There’s a Strange Detail In That USPS Lawsuit Will Leave You Wondering: Why Isn’t USPS a Total Gold Mine?

So, the lawsuit. Instead of using the real Statue of Liberty, the postal service accidentally used an image of the replica of the statue at the New York-New York hotel in Las Vegas.

A court found that it owes the artist behind the replica about $3.5 million for copyright infringement. And the detail that I think needs a little more examination has to do exactly with how the court computed the $3,554,946.95 in damages.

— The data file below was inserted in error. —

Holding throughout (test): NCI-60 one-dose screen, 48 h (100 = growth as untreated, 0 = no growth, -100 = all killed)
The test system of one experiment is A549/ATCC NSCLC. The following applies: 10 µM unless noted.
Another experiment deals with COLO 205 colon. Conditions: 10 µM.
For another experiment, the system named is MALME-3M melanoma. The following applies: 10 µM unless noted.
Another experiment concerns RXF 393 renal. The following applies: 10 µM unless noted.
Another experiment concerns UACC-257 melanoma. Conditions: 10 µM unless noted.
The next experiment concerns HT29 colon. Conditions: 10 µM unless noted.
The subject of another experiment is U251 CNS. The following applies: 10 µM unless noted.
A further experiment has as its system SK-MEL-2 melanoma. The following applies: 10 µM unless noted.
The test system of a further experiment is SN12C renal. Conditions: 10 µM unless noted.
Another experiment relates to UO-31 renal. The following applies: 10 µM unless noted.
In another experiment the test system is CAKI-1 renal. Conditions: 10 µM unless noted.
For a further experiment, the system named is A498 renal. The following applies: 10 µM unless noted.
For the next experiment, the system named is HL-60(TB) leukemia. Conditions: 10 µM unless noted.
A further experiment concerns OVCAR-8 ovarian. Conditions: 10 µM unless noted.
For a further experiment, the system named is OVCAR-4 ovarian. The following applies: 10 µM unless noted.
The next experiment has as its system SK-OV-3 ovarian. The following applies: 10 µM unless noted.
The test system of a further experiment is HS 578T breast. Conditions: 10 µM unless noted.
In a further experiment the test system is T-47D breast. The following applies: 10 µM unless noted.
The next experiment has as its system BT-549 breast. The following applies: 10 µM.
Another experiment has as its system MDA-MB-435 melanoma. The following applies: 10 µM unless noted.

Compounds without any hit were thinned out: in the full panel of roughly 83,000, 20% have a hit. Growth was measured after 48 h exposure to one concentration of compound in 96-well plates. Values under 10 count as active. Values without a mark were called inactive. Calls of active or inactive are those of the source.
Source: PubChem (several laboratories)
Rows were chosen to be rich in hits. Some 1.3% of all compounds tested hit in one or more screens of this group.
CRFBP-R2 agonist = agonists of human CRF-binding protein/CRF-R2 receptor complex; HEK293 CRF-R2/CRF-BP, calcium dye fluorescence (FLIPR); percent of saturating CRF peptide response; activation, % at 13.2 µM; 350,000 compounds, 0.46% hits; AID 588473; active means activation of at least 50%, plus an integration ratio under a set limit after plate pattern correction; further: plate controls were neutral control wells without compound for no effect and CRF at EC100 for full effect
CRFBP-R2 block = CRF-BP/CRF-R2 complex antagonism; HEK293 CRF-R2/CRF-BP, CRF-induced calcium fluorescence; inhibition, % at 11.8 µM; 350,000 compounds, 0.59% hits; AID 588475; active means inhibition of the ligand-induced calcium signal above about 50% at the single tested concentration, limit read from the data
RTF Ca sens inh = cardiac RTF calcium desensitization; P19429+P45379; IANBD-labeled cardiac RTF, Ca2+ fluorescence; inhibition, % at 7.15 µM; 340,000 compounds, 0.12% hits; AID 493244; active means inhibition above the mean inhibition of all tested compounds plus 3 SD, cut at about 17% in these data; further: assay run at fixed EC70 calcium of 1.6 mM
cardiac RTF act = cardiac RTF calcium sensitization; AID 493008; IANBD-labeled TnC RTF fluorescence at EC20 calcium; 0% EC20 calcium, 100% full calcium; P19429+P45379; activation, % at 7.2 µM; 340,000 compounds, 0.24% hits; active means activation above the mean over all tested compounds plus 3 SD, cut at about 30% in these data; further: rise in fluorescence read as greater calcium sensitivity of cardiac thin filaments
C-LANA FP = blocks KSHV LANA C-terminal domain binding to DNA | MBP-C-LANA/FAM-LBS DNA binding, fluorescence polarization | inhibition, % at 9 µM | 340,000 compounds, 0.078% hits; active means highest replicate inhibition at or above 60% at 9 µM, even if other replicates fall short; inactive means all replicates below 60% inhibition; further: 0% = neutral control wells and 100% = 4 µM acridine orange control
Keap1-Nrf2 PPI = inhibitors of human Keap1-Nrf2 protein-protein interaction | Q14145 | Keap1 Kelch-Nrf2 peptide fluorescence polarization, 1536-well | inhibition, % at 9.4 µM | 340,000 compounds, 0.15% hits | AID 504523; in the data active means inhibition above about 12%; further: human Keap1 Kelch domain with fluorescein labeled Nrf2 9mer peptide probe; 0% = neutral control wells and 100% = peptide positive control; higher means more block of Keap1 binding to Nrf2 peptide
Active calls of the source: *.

It based that number largely on a 5 percent royalty against $70.9 million worth of Forever stamps that the postal service says it sold, but that it doesn’t expect customers will every use–a concept called breakage, or retention.

Maybe “breakage” strikes a chord with you. I’m sure I’ve bought a fair number of stamps over the course of my life that I didn’t wind up actually using—-they get lost, or stuffed in drawers.

A significant number wind up in in stamp collections.

But I hadn’t imagined the scope. That $70.9 million is a pretty big number and it amounts to maybe 2.6 percent of the 2017 USPS deficit.


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